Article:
The pistols of Travis Smith shine in the daylight as he surveys the course before beginning his round. Travis’s wife, Laura, and 14-year-old daughter, Katie, also shoot, turning their weekends into family rivalries.

The pistols of Travis Smith shine in the daylight as he surveys the course before beginning his round. Travis’s wife, Laura, and 14-year-old daughter, Katie, also shoot, turning their weekends into family rivalries.






What makes cowboy mounted shooting competitions different from other equine sports is that the rider must combine speed, mobility and control of a horse with gun accuracy to hit all the targets. If a competitor drops his gun, misses a target, knocks over a barrel, fails to follow the course or even twirls the gun, time penalties are added.

“There is so much to think about when shooting, riding and queuing in with your horse and getting them to be set up for the next set of balloons,” says Denny. “It’s really challenging for the rider, but once you get on the same page with your horse and bursting targets, there is nothing better than that.”

Riders are placed in levels based on their age, gender and proficiency with the sport. There are male and female classes, each with six levels. As shooters collect wins and enter more events, their rank increases. Kids under 12 are placed in a wrangler class in which they first ride the same courses as the adults and learn the patterns without any guns, then move on to riding with cap guns or empty pistols. Before they can progress on to challenging the adults, they must learn proper gun safety by firing live, blank rounds from .45s.

For Laura, the best part about the sport isn’t just the rush from competing — it is the family aspect on and off the course. Since CMSA has different levels, it allows for shooters of different ages and experience to compete. This allows Laura’s 14-year-old daughter, Katie, to compete in the same rounds as her, which adds even more rivalry to the family.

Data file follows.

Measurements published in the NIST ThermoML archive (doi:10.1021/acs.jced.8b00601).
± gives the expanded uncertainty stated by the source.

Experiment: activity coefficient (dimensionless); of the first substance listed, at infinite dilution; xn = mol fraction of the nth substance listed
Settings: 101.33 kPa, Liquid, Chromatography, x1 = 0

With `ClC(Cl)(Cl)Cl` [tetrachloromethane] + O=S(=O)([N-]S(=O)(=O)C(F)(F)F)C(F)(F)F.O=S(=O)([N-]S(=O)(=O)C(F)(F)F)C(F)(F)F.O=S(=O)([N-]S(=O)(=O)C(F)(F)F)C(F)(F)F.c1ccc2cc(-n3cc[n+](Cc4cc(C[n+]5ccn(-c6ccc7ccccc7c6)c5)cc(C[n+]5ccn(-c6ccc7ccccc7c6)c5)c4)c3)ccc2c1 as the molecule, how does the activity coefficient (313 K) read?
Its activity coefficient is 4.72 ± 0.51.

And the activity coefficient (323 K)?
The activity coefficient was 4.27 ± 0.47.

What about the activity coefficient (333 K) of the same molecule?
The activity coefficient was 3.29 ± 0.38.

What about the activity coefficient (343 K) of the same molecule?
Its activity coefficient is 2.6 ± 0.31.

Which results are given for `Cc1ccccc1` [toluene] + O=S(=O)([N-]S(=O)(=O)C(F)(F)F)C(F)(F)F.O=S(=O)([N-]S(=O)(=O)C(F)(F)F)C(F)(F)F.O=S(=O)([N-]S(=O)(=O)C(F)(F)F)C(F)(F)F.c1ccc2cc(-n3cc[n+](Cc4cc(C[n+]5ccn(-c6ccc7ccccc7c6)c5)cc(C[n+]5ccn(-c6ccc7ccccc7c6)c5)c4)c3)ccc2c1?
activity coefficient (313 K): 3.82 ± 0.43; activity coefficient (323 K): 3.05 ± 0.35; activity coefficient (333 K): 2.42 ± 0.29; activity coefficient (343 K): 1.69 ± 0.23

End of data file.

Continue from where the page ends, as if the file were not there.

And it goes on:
Brian Retze fires his rifle as his painted mare, Cheyenne, guides him through the “rundown,” the last five shots of the 10-target rifle course.

Brian Retze fires his rifle as his painted mare, Cheyenne, guides him through the “rundown,” the last five shots of the 10-target rifle course.

“A unique part about the sport is that we are all involved,” says Laura. “It creates a great family rivalry and has given Katie a lot of pride, because she can go out and compete with the adults. She has put the work into it as much as the adults and you can see it is really exciting for her.”

CMSA also regulates what clothing the rider can wear. The riders are required to wear clothing reminiscent of 19th-century garb with cowboy style hats, boots and jeans. Women also can opt to wear dresses or skirts consistent with the same time period. Modern Western-style outfits are allowed, provided their jeans are covered by chaps.

“It is really great to see the old clothes and know that this is the closest we will get to what cowboys used to do in the 1800s,” says Denny. “To watch these women ride in their dresses, with it flowing over the side of horse, is just a sight to see.”

For those interested in getting started, Laura suggests coming out to check out one of the four club’s competitions.

“Call, e-mail or come to one of our practices,” she says. “Jump in with both feet because you are going to meet some amazing people that will help get you started on a sport you are going to get addicted to.”

Catch these cowboys and cowgirls in action at the Missouri State Fair in Sedalia on Aug. 15-16. Want to join the fun? Visit www.cowboymountedshooting.com to find a club near you.

 

 

Rural Missouri - September 2014
2014 Missouri Snapshots Photo Contest
 
Rural Missouri Merchandise Out of the Way Eats Subscribe to Rural Missouri Rural Missouri Prints Store

Association of Missouri Electric Cooperatives

Rural Missouri
2722 E. McCarty Street
P.O. Box 1645 • Jefferson City, Mo. 65102
573-659-3423

Rural Missouri's Facebook Page Rural Missouri's YouTube Channel Subscribe to Rural Missouri's RSS Feed Rural Missouri | Pinterest